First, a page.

The abstract I posted last has been accepted. Which is excellent. But that now means that I need to write the paper. Which is scary.

Ever since I came back into the loving embrace of the tertiary institution, I have pushed myself, sure, but I have worked pretty much within my comfort zone. I have worked with texts that I know, well. I’ve stuck to areas that I have felt relatively comfortable in – the TV industry, fandom, new and social media. This is the work I’ve pretty much focused on over the past 5 years, meaning that I’ve grown with it.

But none of the work I traditionally do would have fit the CFP for this conference, that I really wanted to attend. So I took a deep breath, and I wrote the abstract. And imperfect as it might be, it was accepted. And now, I need to start from scratch with writing it.

Most things I write are based on a literature I know well. If I want to write about cult television, or quality, or televisual eras, I know the 5 or 6 key texts I need to turn to. But all of a sudden, I’m writing about sexuality and sexualisation. And I’m doing a whole new set of literature searches.

It’s incredibly disconcerting to not know the most basic level of academic research about this. There doesn’t seem to be a lot of academic work about my specific niche take on this (Idol and sexualisation), which is good – nice niche area for a paper, possibly means it’s even worth expanding it to a publication if I come up with something useful to say. But it also means I’m doing very broad Google Scholar searches, and trying to distil out some fairly broad concepts. And I don’t even really know what sorts of theoretical bases I could be using.

So it’s something that is very exciting, but simultaneously utterly terrifying. I have several months to work on this, and I get the feeling I’m going to have to devote a reasonable amount of time to this.

So, how do other academics feel about this? Do you ever have the feeling of stepping out of your comfort zone?

Symposium + Abstract

There is an excellent symposium being run at the University of Auckland near the end of the year. The theme is Gender Cultures and Reality TV, and there have already been some exciting speakers announced. If this is at all in your area, and you think you might be able to justify a trip to Auckland, then I strongly recommend taking a look. I’m a little late pimping this, so abstracts are due Friday! Details can be found at:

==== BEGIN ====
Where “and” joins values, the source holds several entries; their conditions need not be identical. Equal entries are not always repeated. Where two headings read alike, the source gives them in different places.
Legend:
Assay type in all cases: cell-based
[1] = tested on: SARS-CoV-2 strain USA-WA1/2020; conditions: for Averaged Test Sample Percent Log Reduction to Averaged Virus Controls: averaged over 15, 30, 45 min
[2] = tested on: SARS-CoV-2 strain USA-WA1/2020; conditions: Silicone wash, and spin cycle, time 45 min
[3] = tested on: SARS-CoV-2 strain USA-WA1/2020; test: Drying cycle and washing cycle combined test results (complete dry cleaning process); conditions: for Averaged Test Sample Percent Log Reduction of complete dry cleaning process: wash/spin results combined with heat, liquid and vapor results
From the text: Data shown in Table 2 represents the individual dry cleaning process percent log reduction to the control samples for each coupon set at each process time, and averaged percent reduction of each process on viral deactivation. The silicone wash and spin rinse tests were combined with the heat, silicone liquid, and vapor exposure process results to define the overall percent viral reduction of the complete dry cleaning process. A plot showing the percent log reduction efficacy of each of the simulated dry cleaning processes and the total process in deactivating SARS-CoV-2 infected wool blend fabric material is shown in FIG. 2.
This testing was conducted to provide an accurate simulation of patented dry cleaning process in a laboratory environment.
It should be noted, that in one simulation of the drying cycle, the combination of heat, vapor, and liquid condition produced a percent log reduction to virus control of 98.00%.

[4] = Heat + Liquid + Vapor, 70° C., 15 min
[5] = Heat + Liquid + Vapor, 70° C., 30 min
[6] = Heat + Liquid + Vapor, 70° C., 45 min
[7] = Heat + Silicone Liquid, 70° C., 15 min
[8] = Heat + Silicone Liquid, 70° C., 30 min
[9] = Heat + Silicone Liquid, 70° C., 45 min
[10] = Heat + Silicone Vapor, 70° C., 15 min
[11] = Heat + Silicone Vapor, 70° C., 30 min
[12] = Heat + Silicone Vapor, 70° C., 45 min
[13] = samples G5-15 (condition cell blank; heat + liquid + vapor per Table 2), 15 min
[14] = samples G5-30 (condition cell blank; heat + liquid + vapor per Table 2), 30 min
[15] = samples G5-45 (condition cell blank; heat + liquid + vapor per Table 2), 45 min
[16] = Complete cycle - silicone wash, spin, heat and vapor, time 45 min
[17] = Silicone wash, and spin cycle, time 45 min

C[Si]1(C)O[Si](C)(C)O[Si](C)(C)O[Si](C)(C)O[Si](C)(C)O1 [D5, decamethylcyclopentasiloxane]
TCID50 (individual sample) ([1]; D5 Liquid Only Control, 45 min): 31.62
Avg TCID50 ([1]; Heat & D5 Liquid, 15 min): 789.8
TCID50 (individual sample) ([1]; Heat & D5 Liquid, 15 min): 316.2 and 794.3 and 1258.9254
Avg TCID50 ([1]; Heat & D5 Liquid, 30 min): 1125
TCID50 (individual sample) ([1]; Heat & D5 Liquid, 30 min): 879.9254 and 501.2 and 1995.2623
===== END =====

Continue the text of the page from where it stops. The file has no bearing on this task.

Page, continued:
And so to me. As much as I do work with Reality TV, and enjoy listening to discussions and chiming in where I can on issues of gender and sexuality, this is a little outside my comfort zone. But this is too good an opportunity to pass up, so I have put together an abstract. I’m still pretty new to abstract writing, so any advice on it would be gratefully appreciated.

“You keep singing like that and you will be able to afford the rest of that dress”: Nascent sexuality in the Idol Franchise

In the first nine years of its run, American Idol was relatively careful to avoid overt sexualisation of the contestants, playing very carefully to a conservative family audience. Judging panel comments regarding appearance or wardrobe of participants frequently came from Paula Abdul, taking on a sisterly or motherly role towards most contestants. However, in the tenth season, the changes made to the judging panel saw the introduction of Steven Tyler, a rocker known for, amongst other things, his lasciviousness and history of promiscuity. Tyler’s presence on the panel saw a shift in the dynamic, with him frequently making comments of a sexual nature towards both male and female contestants. Tyler joining the panel only a year after the success of the most overtly sexual contestant on Idol, Adam Lambert, may not be a pure coincidence, and may indicate a shift to attract new demographics to the show in order to arrest falling ratings. Where this may be problematic is in its coincidence with the lowering of the age limit for competing in Idol, meaning that contestants Lauren Alaina and Thia Megia were both fifteen years old at the time of their auditions. This paper will analyse the increased sexualisation of contestants over the 2011 season, identify moments at which this sexualisation became uncomfortable or problematic, and will attempt to draw comparisons to Australasian versions of the format.